As former President George H.W. Bush is laid to rest Wednesday, federal, state and university offices are closed in remembrance. The service in Washington, D.C. will be attended by all living ex-presidents and current President Donald Trump.
Jeffrey Engel, director of the Center for Presidential History at Southern Methodist University and author of the book “When the World Seemed New: George H. W. Bush and the End of the Cold War,” reflects on Bush’s time in office – Bush was elected president 30 years ago this month.
“I think it’s important to think about the ways George Bush embodied a more civil time in American politics, when people, even if they disagreed, could do so respectably, without being disagreeable,” Engel says. “But at the same time, I think it’s also important to note some of the good changes that have occurred since his time in office.”
Engel says politics is more diverse than it was when Bush began his career.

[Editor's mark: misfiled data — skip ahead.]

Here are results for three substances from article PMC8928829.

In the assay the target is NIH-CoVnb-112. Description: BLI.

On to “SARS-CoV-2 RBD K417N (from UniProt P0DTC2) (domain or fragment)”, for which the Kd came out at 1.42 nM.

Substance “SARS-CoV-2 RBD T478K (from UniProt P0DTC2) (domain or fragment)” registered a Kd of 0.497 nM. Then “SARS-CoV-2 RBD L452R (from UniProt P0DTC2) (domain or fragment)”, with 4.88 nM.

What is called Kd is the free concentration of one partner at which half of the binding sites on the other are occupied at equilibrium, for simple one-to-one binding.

“The type of people who stood in attendance around his casket at that ceremony, representing Congress, looked nothing like when George Bush was in the Congress in the 1960s. And I, for one, think that’s great progress,” Engel says.
Engel says Bush was not an eloquent speaker, and that he recognized that in himself; he asked speechwriters to tone down verbal flourishes. But Engel says the speech Bush gave at his inauguration was one of his best moments.
Engel, who knew Bush, says the former president was always forthcoming when asked about his life, with the exception of Bush’s time as a Navy pilot in World War II, when his plane was shot down. He says the incident, during which members of his crew were killed, haunted Bush.
Written by Shelly Brisbin.